Get Social: Day 27 of the 2015 October Platform Challenge

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We're going to do the final 2 #platchal chats on Twitter for the month today at these times: noon and 8 p.m. Both will last roughly an hour and are Atlanta, GA, time (or EST). If you're Central time, it would be 11 a.m. and 7 p.m.; Mountain 10 a.m. and 6 p.m.; West 9 a.m. and 5 p.m. If you're none of the above, I would suggest using Google to get the time conversion.

Get Social

For today's platform-building task, get social. That could include participating in one of the Twitter chats above. That could include making new connections. That could include responding to tweets and/or status updates.

Making a concerted effort to get social and forge deeper connections with your target audience and other like-minded writers, editors, and agents can only help bring about more opportunities for success.

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Use Social Networking Tools to Succeed in Publishing!

using_social_networking_tools_to_succeed_in_publishing

Why are social networks so popular with writers looking to find success in publishing, because there are actual success stories from writers using them. Learn how to get the most out of your social networking use with the Use Social Networking Tools to Succeed in Publishing webinar.

Writers will learn:

  • How to test ideas through social media.
  • How to stay up-to-date on trends through social media that affect your success as a writer.
  • How to use social media to build your personal brand.
  • And so much more!

Click to continue.

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How Should I Get Social?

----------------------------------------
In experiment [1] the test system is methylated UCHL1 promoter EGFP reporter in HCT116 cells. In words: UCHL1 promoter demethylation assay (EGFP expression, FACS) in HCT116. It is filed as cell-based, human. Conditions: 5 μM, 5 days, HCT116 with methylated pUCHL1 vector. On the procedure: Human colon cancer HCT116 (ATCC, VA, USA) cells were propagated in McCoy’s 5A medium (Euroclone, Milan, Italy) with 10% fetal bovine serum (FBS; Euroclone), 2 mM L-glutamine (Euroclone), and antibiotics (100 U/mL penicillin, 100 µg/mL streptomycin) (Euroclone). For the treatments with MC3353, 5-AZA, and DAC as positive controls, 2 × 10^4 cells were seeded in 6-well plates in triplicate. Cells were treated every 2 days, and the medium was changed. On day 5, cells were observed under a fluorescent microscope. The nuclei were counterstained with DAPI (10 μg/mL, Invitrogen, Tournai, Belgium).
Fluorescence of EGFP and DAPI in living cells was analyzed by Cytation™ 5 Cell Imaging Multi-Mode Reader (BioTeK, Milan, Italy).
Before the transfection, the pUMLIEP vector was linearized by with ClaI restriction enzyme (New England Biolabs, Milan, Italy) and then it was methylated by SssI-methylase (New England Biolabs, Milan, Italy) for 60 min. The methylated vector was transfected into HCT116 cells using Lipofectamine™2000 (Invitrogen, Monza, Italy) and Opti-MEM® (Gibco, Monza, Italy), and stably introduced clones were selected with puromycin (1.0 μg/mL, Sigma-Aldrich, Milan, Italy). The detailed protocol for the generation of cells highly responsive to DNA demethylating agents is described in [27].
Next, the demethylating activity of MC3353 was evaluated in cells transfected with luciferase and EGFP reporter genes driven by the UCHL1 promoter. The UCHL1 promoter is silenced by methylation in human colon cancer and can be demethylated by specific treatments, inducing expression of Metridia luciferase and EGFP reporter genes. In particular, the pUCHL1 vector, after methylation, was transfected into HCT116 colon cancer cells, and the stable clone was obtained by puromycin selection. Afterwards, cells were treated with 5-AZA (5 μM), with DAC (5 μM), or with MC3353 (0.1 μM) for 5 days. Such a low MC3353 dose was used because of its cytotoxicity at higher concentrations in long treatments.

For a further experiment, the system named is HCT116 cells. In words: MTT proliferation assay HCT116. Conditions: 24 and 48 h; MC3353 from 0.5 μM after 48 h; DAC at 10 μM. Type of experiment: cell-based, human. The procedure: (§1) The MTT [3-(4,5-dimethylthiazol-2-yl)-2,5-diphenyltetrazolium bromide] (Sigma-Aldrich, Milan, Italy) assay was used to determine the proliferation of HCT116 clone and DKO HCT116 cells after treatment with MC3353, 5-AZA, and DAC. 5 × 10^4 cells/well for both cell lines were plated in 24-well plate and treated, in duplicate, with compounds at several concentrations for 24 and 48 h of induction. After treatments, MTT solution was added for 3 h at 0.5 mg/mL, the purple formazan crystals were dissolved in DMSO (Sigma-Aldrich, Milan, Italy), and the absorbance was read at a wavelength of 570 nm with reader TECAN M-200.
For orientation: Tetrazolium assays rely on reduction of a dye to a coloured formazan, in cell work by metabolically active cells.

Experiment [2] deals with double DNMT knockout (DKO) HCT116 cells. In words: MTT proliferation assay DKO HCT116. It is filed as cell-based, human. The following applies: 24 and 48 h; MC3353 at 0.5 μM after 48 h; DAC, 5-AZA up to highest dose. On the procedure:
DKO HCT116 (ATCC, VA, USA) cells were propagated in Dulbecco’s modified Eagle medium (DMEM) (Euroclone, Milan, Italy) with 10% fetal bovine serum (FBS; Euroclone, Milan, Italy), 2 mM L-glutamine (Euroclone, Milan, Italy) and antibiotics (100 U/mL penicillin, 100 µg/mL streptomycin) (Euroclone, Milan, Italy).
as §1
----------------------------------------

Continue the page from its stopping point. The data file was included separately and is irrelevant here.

Getting social is more than just clicking the Like button on Facebook and Follow button on Twitter.

Here are a few ways to get social in a meaningful way:

  • Like with a comment. If someone shares a status update you love on Facebook, go ahead and click the Like button, but don't stop there. Add a comment that shares your similar experience or an article that sheds even more light on the topic.
  • Re-tweet with a comment. It's easy to click the re-tweet button on Twitter, and it's also easy to include some context or a personal spin with that re-tweet. Doing so can help connect you with the initial tweet that you obviously found value in.
  • Direct message. If you want to add a comment or ask a question that you feel uncomfortable making public, send a direct message to the person and reference the tweet or update that sparked the comment or question in the first place.

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Robert Lee Brewer is Senior Content Editor of the Writer’s Digest Writing Community, which includes editing Writer’s Market and Poet’s Market. He regularly blogs at the Poetic Asides blog and writes a poetry column for Writer’s Digest magazine. He also leads online education, speaks on writing and publishing at events around the country, and does other fun writing-related stuff.

roberttwitterimage

A published poet, he’s the author of Solving the World’s Problems (Press 53) and a former Poet Laureate of the Blogosphere.

Follow him on Twitter @RobertLeeBrewer.

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Catch up on the first three days of the Platform Challenge here:

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